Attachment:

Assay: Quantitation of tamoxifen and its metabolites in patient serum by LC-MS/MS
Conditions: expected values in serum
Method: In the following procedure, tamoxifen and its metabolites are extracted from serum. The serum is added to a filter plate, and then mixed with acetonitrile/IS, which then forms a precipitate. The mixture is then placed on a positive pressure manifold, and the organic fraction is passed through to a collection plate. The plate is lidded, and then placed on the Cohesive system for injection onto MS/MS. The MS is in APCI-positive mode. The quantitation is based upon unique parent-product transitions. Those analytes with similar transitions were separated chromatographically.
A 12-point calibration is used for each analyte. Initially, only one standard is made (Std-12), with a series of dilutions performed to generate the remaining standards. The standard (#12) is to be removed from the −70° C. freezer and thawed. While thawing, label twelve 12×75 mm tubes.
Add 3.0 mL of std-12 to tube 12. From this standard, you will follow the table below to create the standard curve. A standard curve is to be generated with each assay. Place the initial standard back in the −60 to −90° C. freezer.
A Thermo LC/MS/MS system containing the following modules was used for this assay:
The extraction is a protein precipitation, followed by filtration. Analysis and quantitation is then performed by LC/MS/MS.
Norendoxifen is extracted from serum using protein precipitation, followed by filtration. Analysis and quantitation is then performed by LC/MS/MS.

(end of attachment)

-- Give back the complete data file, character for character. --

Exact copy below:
Assay: Quantitation of tamoxifen and its metabolites in patient serum by LC-MS/MS
Conditions: expected values in serum
Method: In the following procedure, tamoxifen and its metabolites are extracted from serum. The serum is added to a filter plate, and then mixed with acetonitrile/IS, which then forms a precipitate. The mixture is then placed on a positive pressure manifold, and the organic fraction is passed through to a collection plate. The plate is lidded, and then placed on the Cohesive system for injection onto MS/MS. The MS is in APCI-positive mode. The quantitation is based upon unique parent-product transitions. Those analytes with similar transitions were separated chromatographically.
A 12-point calibration is used for each analyte. Initially, only one standard is made (Std-12), with a series of dilutions performed to generate the remaining standards. The standard (#12) is to be removed from the −70° C. freezer and thawed. While thawing, label twelve 12×75 mm tubes.
Add 3.0 mL of std-12 to tube 12. From this standard, you will follow the table below to create the standard curve. A standard curve is to be generated with each assay. Place the initial standard back in the −60 to −90° C. freezer.
A Thermo LC/MS/MS system containing the following modules was used for this assay:
The extraction is a protein precipitation, followed by filtration. Analysis and quantitation is then performed by LC/MS/MS.
Norendoxifen is extracted from serum using protein precipitation, followed by filtration. Analysis and quantitation is then performed by LC/MS/MS.